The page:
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$15,000 to Virginia Prisoner Mauled by DOC K-9

by Matthew T. Clarke

On December 14, 2023, the state of Virginia confirmed that it had agreed to pay $15,000 to settle a state prisoner’s lawsuit alleging retaliation and excessive use of force by officials with the state Department of Corrections (DOC) who deployed a K-9 dog that bit and injured him.

According to court documents, Michael Derrick Edwards was in his housing pod at River North Correctional Center (RNCC) on November 27, 2018, when guard Sgt. A. Murray brought him some documents from the prison’s law library. Murray also allegedly threatened Edwards about a lawsuit he had previously filed, threatened that he would not be on the compound long and said, “I’ve got something for you.”

During chow that afternoon, Edwards saw Murray speaking with a fellow guard, Sgt. M. D. Dean, who later stopped Edwards and took his coat but did not perform a pat search. Instead, Dean repeatedly asked him if he had threatened to kill Murray. To that Edwards replied, “no.” Edwards was ordered to stand by a fence with his arms raised, and Dean warned that he would “put him on the fence” if he took his arms down. When Edwards eventually lowered his arms, Dean slammed him face-first into the fence, and the prisoner punched the guard in the face.

The guard’s version of these events differed, but both parties agreed that a fight ensued. Once he had knocked Dean down, Edwards said he got onto the ground facedown to surrender. Nonetheless, canine handler J. D. Ayers had his dog bite Edwards while he was being pinned down by other guards. Edwards tried to stop the dog and got more bites, plus a beating, before he repeated his insistence that he had surrendered, only to be beaten some more.

Edwards said that he was given only minimal medical treatment. Then he was placed in a five-point restraint device for 16 hours with open wounds despite having ceased any resistance long before. Again guards disputed this version of events, saying Edwards’ wounds were mere “lacerations” and that he was “verbally abusive,” “aggressive” and “failed to comply” with the guards’ commands. After release from the restraint device, Edwards was transferred to Red Onion State Prison, a “super seg” lockup where he was held mainly in isolation. He was also convicted on multiple disciplinary charges and classified to Security Level S, Intensive Management.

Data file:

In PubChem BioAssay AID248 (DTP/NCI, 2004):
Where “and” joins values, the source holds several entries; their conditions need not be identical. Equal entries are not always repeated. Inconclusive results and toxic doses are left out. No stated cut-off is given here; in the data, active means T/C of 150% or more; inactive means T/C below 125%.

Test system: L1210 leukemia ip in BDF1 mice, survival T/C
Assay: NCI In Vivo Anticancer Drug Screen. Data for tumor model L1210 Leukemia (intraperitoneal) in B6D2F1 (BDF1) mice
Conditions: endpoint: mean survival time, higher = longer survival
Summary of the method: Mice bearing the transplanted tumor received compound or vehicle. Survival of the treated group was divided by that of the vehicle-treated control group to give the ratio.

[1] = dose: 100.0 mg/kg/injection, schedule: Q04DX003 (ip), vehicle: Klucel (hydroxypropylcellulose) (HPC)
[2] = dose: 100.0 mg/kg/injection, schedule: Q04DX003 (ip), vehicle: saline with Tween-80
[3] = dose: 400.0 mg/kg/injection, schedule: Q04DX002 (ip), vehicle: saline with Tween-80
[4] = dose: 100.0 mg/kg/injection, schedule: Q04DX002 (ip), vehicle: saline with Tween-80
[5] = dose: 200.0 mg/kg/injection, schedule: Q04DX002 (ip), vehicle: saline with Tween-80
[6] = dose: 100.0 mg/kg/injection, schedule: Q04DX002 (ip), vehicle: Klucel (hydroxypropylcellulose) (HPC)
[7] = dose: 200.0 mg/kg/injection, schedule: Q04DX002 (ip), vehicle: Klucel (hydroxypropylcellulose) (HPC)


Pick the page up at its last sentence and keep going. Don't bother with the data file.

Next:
Edwards then filed a pro se federal civil rights action pursuant to 42 U.S.C. § 1983 in federal court for the Western District of Virginia, claiming his Eighth Amendment rights were violated by numerous named RNCC and DOC security and medical personnel. The various defendants filed motions to dismiss and for summary judgment. Edwards filed an unsuccessful motion for partial summary judgment. When the motions had all been heard, there remained as defendants: Dean, Lisa Parks, Nurse Clinician B, and D. Ball, L.P.N. See: Edwards v. White, 2020 U.S. Dist. LEXIS 41300; and 2022 U.S. Dist. LEXIS 168661 (W.D. Va).

With a trial date looming, Virginia opted for a confidential settlement of the case for $15,000. The “confidential” part of that agreement was made apparent when PLN’s publisher, the Human Rights Defense Center, made a request for a copy of the settlement agreement under the Virginia Freedom of Information Act, Virginia Code § 2-2-2700, et seq. The three-page document sent to HRDC in response was almost completely redacted except for the title of the case and the amount of the settlement. This begs the question: What is DOC trying to hide? And why settle the case after fighting it for four years, claiming Edwards started the confrontation and continued to resist, requiring both the K-9 dog and restraint? See: Edwards v. White, USDC (W.D. Va.), Case No. 2:19-cv-00324.  

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Related legal cases

Edwards v. White

Edwards v. White

Edwards v. White